Think before you chop!! Know the facts!!

Park lovers prepare to shake in your boots when you read the agenda for Tuesday’s city council meeting. After the parks department butchered native plants and habitat for birds, bees, porcupines and other critters on the south end of Leslie Grove Park, the Parks and Recreation Commission lists as its goals “short-term maintenance plan documented and a long-term plan for undeveloped southern section of Leslie Grove Park,” the section from the Snyder boat landing to the Hains potty.

Was somebody in the city freaked out when a native Eastern Bluebird turned up near Saint Street drawing birders from all over the northwest, and the city realized, OMG, we didn’t butcher every last bit of habitat in Leslie Grove Park? Has Chainsaw Joe Schiessl become Chainsaw Laura Hester (the new director of parks and facilities)? See Item 4.

But that’s not all. Someone built a wall outside of their property and they are going to be rewarded by getting a bargain price to buy a 1344 sq. ft. piece of what is now Claybell Park. The jagged line created by the sale could tempt adjacent neighbors to do the same and a dangerous precedent will be created. Walk along Leslie Grove Park and see if you notice homeowners there stretching their yards into the park.

As usual with the city’s buy high and sell low plan, the sale price of $7,930, $5.90 sq. ft., for a piece of Claybell Park is about $1612.40 less than Benton County’s appraised value of $7.10 a sq. ft. See Item 13.

Everyone agrees that we have a problem with too little housing. The feds are giving us almost $3 million and only about one-third is going to housing. What’s wrong with that picture? See Item 7.

A consultant will be digging in the old landfill between the Columbia River, the Riverfront Hotel and the Columbia Point Golf Course. After pulling up and examining some of the discarded matter and studying the gases, the consultant will give three possible development options for the property. I can hardly wait. See Item 16

An additional consultant will be hired to advise the city on speed limits. The contract is not to exceed $59,980. Am I the only one wondering what city wants the consultant to advise them? See Item 14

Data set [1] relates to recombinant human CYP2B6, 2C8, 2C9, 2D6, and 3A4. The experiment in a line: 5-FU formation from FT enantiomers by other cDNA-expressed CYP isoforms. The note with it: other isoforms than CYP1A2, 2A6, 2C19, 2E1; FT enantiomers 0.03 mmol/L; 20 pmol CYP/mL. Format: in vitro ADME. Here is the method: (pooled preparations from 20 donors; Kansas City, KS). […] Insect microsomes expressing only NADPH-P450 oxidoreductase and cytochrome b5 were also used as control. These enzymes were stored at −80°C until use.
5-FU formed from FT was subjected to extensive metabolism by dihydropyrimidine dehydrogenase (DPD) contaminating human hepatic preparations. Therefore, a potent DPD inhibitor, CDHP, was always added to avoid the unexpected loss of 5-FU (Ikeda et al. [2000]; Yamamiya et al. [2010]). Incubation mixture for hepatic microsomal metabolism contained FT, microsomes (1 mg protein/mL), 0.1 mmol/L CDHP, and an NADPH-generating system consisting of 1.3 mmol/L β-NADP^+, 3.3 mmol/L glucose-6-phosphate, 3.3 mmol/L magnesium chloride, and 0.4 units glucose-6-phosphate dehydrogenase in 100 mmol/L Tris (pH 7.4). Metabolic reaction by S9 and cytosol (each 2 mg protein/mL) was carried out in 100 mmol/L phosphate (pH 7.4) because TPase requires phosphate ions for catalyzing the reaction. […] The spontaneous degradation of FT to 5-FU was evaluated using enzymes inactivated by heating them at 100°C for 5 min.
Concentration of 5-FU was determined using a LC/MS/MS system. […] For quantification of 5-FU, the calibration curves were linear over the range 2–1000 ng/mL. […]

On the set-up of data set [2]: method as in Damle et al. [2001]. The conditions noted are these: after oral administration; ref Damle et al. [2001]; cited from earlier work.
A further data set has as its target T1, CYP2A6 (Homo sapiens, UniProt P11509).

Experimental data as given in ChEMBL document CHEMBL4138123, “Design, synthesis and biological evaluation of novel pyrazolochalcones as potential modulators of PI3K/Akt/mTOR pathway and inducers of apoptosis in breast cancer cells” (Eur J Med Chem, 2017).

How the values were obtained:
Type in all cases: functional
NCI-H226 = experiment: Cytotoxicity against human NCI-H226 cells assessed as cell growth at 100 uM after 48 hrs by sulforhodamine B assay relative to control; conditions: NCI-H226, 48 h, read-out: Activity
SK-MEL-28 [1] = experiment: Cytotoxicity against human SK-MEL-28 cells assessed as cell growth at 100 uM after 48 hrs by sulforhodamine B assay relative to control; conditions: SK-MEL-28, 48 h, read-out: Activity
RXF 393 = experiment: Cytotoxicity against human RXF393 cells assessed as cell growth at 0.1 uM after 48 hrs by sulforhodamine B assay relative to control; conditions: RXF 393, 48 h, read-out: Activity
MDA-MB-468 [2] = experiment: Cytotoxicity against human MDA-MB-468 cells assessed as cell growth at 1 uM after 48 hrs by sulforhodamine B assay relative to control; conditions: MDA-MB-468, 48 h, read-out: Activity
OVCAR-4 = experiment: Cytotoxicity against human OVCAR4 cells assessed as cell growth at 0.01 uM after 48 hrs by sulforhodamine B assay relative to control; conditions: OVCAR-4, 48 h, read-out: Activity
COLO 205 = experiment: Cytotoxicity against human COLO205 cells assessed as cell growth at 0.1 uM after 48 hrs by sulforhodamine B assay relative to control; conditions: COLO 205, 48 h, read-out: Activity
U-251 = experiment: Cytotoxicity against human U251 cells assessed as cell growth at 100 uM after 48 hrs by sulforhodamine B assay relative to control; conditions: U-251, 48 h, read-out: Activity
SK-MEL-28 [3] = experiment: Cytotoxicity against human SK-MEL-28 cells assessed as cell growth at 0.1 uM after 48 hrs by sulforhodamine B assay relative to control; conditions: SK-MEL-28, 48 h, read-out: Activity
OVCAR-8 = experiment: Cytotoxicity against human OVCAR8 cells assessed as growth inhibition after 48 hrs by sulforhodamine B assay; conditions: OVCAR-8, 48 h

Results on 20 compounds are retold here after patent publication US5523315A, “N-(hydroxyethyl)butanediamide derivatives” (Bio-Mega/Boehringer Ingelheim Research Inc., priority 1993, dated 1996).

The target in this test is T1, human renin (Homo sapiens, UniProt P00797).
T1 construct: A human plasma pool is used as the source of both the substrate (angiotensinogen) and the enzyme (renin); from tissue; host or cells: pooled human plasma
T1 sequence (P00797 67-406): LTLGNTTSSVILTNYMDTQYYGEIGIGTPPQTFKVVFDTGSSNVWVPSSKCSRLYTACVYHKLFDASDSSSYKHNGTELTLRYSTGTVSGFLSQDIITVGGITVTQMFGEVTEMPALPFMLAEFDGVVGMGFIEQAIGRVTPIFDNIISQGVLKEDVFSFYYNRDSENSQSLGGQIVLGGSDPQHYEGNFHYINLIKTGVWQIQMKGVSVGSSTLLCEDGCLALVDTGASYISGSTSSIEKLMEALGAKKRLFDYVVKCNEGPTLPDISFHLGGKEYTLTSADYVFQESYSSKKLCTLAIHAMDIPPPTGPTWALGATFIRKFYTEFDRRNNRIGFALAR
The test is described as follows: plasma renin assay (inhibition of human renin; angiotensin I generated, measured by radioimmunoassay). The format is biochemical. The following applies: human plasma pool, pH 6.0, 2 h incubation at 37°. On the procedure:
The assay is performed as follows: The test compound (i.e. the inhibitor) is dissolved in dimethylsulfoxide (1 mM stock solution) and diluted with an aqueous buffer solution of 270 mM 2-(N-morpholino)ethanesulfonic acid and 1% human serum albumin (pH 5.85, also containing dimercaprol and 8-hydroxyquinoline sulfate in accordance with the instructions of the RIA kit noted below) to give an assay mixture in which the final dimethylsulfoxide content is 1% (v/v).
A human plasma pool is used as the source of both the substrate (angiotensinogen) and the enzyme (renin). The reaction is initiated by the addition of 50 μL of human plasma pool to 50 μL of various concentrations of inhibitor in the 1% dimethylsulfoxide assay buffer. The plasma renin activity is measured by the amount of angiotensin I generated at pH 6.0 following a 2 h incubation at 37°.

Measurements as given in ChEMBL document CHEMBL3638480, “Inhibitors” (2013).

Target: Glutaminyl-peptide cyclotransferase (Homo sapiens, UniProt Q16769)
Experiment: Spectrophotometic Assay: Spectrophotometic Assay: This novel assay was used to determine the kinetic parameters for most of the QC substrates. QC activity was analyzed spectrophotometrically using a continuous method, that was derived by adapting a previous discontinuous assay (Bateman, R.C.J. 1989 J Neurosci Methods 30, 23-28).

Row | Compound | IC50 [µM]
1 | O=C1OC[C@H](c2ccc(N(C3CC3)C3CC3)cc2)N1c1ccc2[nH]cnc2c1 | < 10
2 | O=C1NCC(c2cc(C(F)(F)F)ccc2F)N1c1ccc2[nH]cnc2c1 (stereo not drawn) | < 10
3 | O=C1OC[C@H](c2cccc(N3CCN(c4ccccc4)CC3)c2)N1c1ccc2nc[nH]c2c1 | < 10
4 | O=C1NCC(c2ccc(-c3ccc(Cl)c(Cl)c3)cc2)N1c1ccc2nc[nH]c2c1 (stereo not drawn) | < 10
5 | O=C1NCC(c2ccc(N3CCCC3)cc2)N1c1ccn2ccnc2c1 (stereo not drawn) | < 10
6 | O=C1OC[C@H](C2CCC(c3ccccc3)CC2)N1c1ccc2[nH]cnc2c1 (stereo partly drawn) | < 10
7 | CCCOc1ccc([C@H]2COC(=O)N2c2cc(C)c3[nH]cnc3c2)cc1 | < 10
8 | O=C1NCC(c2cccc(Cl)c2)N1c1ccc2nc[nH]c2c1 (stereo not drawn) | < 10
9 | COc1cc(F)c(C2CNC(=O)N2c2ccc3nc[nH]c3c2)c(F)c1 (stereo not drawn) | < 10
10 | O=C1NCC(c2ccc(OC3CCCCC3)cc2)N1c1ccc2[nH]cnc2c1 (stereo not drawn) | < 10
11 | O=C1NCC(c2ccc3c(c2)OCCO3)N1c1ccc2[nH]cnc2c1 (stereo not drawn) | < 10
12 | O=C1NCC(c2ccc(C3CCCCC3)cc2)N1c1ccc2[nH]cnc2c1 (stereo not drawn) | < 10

The city is all in for improving the water quality at the Yakima Delta by eliminating the causeway to Bateman Island. There are worries about accessing the island for recreation, fire suppression and the effect on the marina. See Item 11.

This meeting will be broadcast live on CityView Channel 192 on the City’s website and on the City’s YouTube Channel.
Richland City Hall is ADA accessible. Any individual who has difficulty attending the meeting in-person may request to
provide comments remotely. (Ch. 42.30 RCW) Requests for sign interpreters, audio equipment, and/or other
special services must be received 48 hours prior to the meeting by calling the City Clerk’s Office at 509-942-7389

The numbers by the items below correspond to the pages in the packet.

1.Swearing-in Police Officer Trevor Mead, Pg. 4

2. Police Department annual update from Police Chief Brigit Clary

3. Presentation of art awards Pg. 5-17

4. 2023 Park and Recreation Commission Goals Pg. 18-36.

5. Fire and Emergency Service Annual report. Pg. 37

6. New Hires and Retirements

Public Hearing residents have three minutes to comment on the following public hearing topic:

7. Adopting the HOME Investment Partnerships American Rescue Plan Program (HOME-ARP) allocation plan Pg. 273-366.

Public Comments residents have two minutes to comment on whatever they wish. If you have a question, ask it and request a reply ASAP.

Consent Calendar the consent calendar includes items that the staff and council has determined require no discussion and no separate vote. Councilmembers can pull an item off for discussion and a separate vote but that is extremely rare in Richland.

8. Minutes for the two meetings on Feb. 21 and the meeting on Feb. 28. Pg. 38 -49

9. Vacating a portion of Windmill Road Right-of-way and accepting a new right-of-way. Pg. 50-59

10. Authorizing a consultant agreement for a Bi-County VHF emergency radio system replacement project, not to exceed $318,720.  Pg. 60 – 108

11. Authorizing submission of comments to the U.S. Army Corps of Engineers for the Yakima River Delta Habitat Restoration Project. Pg. 109-111

12. Authorizing a work crew agreement with Benton County. Richland is reviving its work crew instead of jail program. Pg. 112-120

13. Authorizing the sale of 1,344 sq. ft. of property from Claybell Park. The price charged will be $5.90/sq. ft. for a total of $7,930. about $1612.40 less than the county’s appraisal. Pg. 121-136

14. Authorizing a consultant agreement with DKS associate for the speed limit setting policy study. Pg. 137-156

15. Authorizing participation in five new opioid settlement agreements negotiated by the Washington State Attorney General’s Office. Pg 157-247

16. Authorizing a consultant agreement with Maul Foster & Alongi, Inc. for a “characterization and visioning” for the former landfill of Tract D of the Plat of Columbia Point Pg. 248-272

Items of Business

17. Home Investment. Take a long hard look at Pg. 273. The HOME consortium anticipates receiving a one-time allocation of $2,394,949. Everyone agrees that the need is for housing but only $762,707 is going to housing. The rest seems to be for administration and operating.   WHAT’S WRONG WITH THAT PICTURE? Pg. 273-366

Reports and Comments

City Manager and City Council blah, blah, blah